All parents know that routine is the best way to get children to bed smoothly. Whether your child’s routine includes a bath, book, songs or prayer, ideally you’ve found something that works. But as for our 3-year-old, we never know when our seamless nights will be interrupted by a cold or a growth spurt or a simple curiosity for, “Mama, I heard something. What’s that noise?”
He’ll do anything to stay awake.
Here’s some reminders on how to manage a peaceful evening — and not just for your child, but for you, too! Parents respond well to routine just like children, and a bedtime ritual should be something for you to look forward to with your child, not just another stressful night. It’s possible, and it’s exactly how we all should be ending our days: in gratitude and in peace.
Set a time, and declare it each night as bedtime. Our days are busy. Whether you have one child or multiple, both the child and the parent have schedules that keep us on our toes or, at the very least, a grocery list or beautiful weather to keep up with. We all have things to do! But there is reconciliation in this chaos, and it is bedtime. Choose a time, and then spend the next 15-30 minutes doing the exact thing every night. Do not interrupt bedtime routine with a playdate or a project, etc. Once you’ve declared that it’s time to start getting ready for bed, do only that. This time might include an evening snack, a book, a little bit of a movie, a song, a bath and PJs. Either way, allow this little window of your chaotic day to be familiar, something to strive for and settle into and a time to wind down. Together.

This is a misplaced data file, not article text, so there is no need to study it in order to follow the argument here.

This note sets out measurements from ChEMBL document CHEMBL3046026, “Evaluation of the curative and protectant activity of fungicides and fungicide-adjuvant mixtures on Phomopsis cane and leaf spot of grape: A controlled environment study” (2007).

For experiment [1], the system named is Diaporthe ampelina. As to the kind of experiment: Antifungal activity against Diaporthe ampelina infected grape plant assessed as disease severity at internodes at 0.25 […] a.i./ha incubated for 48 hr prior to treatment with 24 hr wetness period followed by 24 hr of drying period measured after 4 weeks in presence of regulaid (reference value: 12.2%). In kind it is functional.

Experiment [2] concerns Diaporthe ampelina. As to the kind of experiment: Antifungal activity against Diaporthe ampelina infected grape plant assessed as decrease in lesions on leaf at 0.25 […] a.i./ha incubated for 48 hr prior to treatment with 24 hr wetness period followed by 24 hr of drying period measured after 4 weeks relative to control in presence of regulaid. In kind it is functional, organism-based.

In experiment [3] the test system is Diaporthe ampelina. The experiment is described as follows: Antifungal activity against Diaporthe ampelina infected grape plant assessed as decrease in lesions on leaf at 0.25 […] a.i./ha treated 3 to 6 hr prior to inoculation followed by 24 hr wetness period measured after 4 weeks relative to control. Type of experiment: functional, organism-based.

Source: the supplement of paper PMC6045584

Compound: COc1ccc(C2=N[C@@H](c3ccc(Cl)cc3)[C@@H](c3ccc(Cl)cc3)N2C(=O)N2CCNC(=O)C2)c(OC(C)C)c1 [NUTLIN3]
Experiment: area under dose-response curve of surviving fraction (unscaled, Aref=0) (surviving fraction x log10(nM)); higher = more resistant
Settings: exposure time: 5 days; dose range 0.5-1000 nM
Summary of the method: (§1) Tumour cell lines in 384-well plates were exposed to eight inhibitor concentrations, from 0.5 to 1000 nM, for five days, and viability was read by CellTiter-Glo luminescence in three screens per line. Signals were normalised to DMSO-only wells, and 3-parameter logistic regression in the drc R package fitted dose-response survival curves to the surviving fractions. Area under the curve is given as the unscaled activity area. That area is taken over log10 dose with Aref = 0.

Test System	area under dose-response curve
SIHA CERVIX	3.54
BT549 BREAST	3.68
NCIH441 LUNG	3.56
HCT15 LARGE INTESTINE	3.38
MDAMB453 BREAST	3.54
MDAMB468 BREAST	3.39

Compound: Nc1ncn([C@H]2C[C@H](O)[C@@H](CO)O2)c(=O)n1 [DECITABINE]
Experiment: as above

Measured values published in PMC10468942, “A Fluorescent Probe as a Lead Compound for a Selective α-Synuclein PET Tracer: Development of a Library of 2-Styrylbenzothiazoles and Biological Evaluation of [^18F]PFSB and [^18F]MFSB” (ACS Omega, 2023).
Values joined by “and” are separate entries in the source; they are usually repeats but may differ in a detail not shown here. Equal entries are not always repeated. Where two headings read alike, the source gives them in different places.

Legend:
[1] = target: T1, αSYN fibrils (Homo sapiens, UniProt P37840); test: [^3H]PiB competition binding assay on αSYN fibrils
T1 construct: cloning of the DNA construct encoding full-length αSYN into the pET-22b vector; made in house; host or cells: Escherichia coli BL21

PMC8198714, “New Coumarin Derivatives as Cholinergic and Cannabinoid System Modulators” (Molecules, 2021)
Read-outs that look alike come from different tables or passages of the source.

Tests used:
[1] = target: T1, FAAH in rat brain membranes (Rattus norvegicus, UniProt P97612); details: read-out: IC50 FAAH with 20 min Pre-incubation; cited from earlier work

Talk about your day. Even though I’m always quick to ask about my son’s day as soon as I pick him up from school, this bedtime conversation is a special one. Once my son is in bed and cozy under the covers, my husband and I sit next to him, and we all give thanks. We tell our child all the good that happened to us that day, and then we ask him what things in his day made him happy. And we always learn something new! It’s incredibly endearing, but it also leaves my son with positive thoughts as he falls asleep.
Keep goodnights brief. Once you’ve said goodnight, don’t linger. If it helps, let your child know that you will check on them in a little while, but that now is the time to close their eyes and fall asleep. Remind them of the love and safety that will be with them through the night, but give them the responsibility to fall asleep on their own. Inevitably, my son always sneaks out for a bathroom break or the infamous drink of water, but I never stay in his room after these interruptions. It’s “Back to bed!” with a positive and warm yet affirming voice.
And then it’s time for you to relax, too. Another day gone, you did it!
About the Author
Angela Tewalt is a writer, storyteller and mother to two boys. She shares parenting stories and inspiration in Guidepost Parent.
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